1. Titanic caused North Koreans to flee their country
When she was only 7 years old, Yeonmi Park was “lucky” to be able to clandestinely watch the movie Titanic, which was banned in North Korea and whose possession was punishable by death. In an interview with Guardian, the North Korean defector says that it was watching the film that gave her a taste of disaffection by showing her that life outside did not revolve around the dictatorial regime. Jeong Kwang-il, also North Korean, was also helped in his escape by what he had seen of Titanic. Thank you Rose, Jack but especially Céline.
2. The movie The Adams File freed a wrongfully convicted man
In 1976, the American Randall Dale Adams was sentenced to death for the murder of a policeman, an act he never committed. Finally sentenced to life imprisonment three days before his execution, Randall Dale Adams spent 12 years in prison before being cleared and released, thanks in particular to the documentary film The Adams File by Errol Morris, telling his story. In this film, new elements of the investigation are revealed as videographic evidence of false testimony. Thanks to this new information and the popularity of the film, Randall Dale Adams was finally able to be released after his whistleblower confessed to the crime himself. Nice guy.
3. The kids in California’s “house of horror” were able to escape thanks to High School Musical
In 2018, Jordan Turpin fled her family home in California where she had been abused and restrained for years along with her 12 siblings by her abusive parents. It was while watching clips of Justin Biber, but also Hannah Montana and High School Musical that the young girl realized the life that existed outside her home where she was beaten, chained, undernourished and washed. once a year. Thanks to Troy and Gabriella, Jordan Turpin therefore decided to escape and that’s how she was able to warn the police and save her brothers and sisters from this house of hell. Well, all that for half of them to end up in an equally abusive foster family, but that’s another story.
4. The Snake Pit Has Improved Mental Health Treatment in the United States
This 1948 film, which recounts the internment of a young novelist in a psychiatric hospital for schizophrenia, greatly upset Charles Schlaifer, the owner of an advertising agency who promoted this work. Following this, Charles Schlaifer visited many American psychiatric hospitals and became involved in a mental health advocacy group, having testified before the US Congress. He also allowed the drafting of a law in 1963 on the subject by writing a report on the reform of institutions. He eventually ended up chairing, among other things, the Health and Mental Hygiene Facilities Improvement Corporation, responsible for building care centers.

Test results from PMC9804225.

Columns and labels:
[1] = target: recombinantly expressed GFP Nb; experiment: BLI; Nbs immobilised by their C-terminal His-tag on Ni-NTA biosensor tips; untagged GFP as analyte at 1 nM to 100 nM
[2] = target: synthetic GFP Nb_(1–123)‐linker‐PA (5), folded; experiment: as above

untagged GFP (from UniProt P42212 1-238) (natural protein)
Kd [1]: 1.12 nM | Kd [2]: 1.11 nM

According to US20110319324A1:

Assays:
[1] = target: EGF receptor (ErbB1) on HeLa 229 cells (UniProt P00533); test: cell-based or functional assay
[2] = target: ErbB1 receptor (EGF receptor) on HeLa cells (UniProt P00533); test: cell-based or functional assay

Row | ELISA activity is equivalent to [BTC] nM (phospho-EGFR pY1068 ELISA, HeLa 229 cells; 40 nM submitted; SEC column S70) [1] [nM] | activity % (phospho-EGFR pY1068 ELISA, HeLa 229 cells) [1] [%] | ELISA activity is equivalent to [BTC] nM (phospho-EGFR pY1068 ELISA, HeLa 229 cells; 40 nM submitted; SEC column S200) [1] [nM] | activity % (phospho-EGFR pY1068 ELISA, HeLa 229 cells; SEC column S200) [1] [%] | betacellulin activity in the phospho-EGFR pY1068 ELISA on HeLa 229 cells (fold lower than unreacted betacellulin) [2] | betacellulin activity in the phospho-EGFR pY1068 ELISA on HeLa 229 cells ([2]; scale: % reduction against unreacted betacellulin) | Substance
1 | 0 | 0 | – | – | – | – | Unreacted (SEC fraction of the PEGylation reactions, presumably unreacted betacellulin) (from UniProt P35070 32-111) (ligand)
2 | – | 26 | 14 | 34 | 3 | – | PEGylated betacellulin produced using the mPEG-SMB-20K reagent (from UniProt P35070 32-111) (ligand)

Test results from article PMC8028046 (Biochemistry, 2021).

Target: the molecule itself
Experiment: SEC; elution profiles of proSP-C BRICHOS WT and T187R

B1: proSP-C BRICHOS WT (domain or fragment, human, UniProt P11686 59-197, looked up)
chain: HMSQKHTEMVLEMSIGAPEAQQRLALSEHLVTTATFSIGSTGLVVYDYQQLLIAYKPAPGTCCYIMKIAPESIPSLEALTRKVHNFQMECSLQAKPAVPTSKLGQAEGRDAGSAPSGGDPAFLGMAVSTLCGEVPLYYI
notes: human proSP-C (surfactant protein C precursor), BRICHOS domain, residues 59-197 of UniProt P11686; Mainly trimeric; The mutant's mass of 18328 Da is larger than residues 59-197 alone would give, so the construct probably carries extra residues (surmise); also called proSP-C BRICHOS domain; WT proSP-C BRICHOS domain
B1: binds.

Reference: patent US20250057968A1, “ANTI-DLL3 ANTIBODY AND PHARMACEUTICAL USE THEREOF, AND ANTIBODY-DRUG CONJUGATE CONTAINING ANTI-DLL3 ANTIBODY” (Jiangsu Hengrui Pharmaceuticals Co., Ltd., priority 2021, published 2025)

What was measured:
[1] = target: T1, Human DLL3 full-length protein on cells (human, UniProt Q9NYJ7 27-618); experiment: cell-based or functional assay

5. The film Birth of a Nation enabled the reformation of the Ku Klux Klan
This film, adapted from the novel The Man of Clan: A Historical Love Story of the Ku Klux Klan by Thomas F. Dixon Jr, tells an imaginary (and very racist) version of the Civil War where full powers would be given to African-Americans who would use them to oppress whites. Birth of a Nation divides the country, especially in the south, and William Joseph Simmons, prominent member of the 1st KKK (1865 to 1871), decides after watching it to refound the Klan with 34 men based on the popularity of the film . He is also inspired by it to establish and ritualize the burnt Christian cross and the pointed headdresses. Yes, we would have preferred that this film never saw the light of day.
6. The Blackfish documentary helped enact laws against the captivity of killer whales in water parks
Blackfish notably tells the story of the orca Tilikum, a mammal held captive at the SeaWorld water park in Orlando and which caused the death of three people. Thanks to this film denouncing the consequences of the captivity of cetaceans in this type of park, laws have been put in place, especially thanks to the support of Adam Schiff, co-sponsor of an amendment on the subject, which cited Blackfish as a “source of public debate”. Water parks have also felt the repercussions of this film as their attendance has fallen sharply, as have investor stocks.
7. Taxi Driver nearly cost Ronald Reagan his life
Taxi Driver may be a great movie, but the 40th President of the United States, Ronald Reagan, would surely have preferred it never to be released. Because this work indeed almost killed him because of John Hinckley Jr, an American obsessed with the character of Travis Bickle. After watching the film 18 times, John Hinckley Jr started dressing and acting like the main character, wanting to impress actress Jodie Foster, having starred in Travis Bickle’s crush for Taxi Driver. So he tried to kill Ronald Reagan by shooting him in the armpit. If Ronald Reagan is not dead, James Brady, the president’s press secretary also affected, died of his injury 33 years later. Another really good reason to stop imitating series and movies.
8. The JFK movie brought a lot of criminal files to the public.
The movie JFK, which exposes different conspiracy theories around the assassination of the 35th president of the United States, caused a lot of noise when it was released. Many people blamed director Oliver Stone for casting doubt on the official conclusions about Kennedy’s assassination, “blaming” the FBI and CIA of being behind it. To remove suspicions as to the veracity of these conclusions, Congress passed the JFK Act allowing the public release of files from past investigations that had remained secret until then. Nearly 250,000 files have been made available since the introduction of this law. That’s a lot of paperwork, indeed.